What is Lead? - Chemical Element
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What is Lead?

Lead

Lead is the heaviest atom that is still stable, with 82 protons and 125 neutrons, just a little heavier than mercury. Unlike many other metals, lead does not conduct electricity well.

All of the lead in the universe came originally from inside stars.

Because lead has so much mass, people use it for weights and for bullets. The large mass gives it a lot of momentum. Lead is also very soft and doesn't corrode (rust) very much, so people use it for building, for instance to seal joints in roofs so the water doesn't get in. And people use lead to shield you from radioactivity, because the radioactive particles can't get through the big lead atoms. That's what's inside the heavy aprons they put on you at the dentist before taking x-rays, to protect the rest of your body from the radiation.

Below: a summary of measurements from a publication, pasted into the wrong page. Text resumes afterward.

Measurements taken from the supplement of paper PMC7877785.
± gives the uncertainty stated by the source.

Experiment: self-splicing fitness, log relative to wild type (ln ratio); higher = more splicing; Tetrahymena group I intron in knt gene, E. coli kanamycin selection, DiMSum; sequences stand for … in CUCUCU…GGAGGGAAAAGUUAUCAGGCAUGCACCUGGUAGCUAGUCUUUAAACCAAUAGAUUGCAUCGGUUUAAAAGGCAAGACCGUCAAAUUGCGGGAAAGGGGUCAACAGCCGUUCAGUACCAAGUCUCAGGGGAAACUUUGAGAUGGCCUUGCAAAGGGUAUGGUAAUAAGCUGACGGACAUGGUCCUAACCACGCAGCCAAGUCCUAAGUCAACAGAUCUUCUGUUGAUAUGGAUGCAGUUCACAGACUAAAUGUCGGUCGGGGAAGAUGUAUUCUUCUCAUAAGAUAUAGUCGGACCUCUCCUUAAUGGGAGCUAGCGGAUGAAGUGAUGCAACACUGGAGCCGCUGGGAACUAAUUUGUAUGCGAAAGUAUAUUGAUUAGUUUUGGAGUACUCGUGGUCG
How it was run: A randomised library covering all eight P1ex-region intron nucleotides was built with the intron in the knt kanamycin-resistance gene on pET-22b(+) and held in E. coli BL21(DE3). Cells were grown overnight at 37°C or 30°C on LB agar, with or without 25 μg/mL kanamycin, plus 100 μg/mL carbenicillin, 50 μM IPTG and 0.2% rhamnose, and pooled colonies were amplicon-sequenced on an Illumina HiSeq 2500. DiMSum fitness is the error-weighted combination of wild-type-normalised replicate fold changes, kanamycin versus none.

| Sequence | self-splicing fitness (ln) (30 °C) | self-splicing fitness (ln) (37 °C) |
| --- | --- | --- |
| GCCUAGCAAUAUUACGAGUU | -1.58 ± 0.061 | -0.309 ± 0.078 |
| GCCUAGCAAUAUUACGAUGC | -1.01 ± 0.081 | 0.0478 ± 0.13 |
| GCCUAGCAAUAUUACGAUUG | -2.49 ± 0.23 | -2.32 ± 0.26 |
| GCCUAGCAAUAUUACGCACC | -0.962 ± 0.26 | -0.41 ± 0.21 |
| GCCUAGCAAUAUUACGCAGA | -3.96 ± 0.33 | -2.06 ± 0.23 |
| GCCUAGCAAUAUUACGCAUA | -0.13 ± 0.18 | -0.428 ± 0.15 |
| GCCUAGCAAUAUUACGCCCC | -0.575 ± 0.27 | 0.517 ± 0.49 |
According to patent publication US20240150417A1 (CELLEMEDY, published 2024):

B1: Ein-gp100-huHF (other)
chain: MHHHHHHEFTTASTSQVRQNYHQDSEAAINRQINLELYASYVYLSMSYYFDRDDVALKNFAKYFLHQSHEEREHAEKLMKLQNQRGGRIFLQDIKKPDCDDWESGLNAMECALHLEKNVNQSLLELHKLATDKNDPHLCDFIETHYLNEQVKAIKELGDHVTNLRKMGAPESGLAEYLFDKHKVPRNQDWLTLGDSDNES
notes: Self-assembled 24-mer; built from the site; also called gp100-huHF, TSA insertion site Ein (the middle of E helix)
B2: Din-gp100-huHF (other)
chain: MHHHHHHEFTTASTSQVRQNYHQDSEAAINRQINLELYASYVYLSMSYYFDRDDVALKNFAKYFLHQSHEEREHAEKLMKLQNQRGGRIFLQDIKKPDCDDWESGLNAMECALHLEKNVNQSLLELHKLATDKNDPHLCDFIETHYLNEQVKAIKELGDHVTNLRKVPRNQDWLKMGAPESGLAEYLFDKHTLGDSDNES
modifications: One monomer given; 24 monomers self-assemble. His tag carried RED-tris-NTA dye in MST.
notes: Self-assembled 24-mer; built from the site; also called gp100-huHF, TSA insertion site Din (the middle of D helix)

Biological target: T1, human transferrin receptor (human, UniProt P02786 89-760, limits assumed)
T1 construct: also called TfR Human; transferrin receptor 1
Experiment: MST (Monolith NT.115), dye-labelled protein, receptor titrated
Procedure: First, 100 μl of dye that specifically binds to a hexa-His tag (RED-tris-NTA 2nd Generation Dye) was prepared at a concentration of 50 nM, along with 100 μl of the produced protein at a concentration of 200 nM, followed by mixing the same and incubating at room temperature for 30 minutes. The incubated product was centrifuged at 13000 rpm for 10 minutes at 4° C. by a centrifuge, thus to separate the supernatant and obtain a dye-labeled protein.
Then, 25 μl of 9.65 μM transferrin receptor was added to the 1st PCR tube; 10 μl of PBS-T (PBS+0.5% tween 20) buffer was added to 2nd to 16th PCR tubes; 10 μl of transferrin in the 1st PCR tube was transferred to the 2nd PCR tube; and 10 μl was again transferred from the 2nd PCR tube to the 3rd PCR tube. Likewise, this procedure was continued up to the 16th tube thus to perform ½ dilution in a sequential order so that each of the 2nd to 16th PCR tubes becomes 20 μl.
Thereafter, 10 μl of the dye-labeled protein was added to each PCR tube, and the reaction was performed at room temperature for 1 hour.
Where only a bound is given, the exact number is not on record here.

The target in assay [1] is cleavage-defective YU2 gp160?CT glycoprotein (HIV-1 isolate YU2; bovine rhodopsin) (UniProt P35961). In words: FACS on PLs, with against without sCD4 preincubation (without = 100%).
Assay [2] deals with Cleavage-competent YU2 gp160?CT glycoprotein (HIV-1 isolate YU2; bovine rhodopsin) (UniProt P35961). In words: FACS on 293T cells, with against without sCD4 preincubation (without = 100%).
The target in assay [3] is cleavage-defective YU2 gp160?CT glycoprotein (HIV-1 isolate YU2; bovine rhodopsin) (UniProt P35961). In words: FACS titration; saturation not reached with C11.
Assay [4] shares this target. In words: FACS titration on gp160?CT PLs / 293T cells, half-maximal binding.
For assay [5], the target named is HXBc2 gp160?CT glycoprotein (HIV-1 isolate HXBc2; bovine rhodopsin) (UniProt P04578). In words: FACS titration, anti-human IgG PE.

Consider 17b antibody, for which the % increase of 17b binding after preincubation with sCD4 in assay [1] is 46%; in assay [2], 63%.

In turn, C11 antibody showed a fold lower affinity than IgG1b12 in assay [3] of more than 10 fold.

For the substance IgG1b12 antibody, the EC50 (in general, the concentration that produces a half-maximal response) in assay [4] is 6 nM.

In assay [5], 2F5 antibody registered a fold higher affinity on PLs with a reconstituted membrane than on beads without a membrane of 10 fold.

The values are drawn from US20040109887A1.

Learn by Doing - Lead Fishing Weights
More about Lead and Lead Poisoning

Bibliography and Further Reading about Lead:

Lead
Atoms
Radioactivity
Chemistry
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Karen Carr is Associate Professor Emerita, Department of History, Portland State University. She holds a doctorate in Classical Art and Archaeology from the University of Michigan. Follow her on Instagram or Twitter, or buy her book, Vandals to Visigoths.
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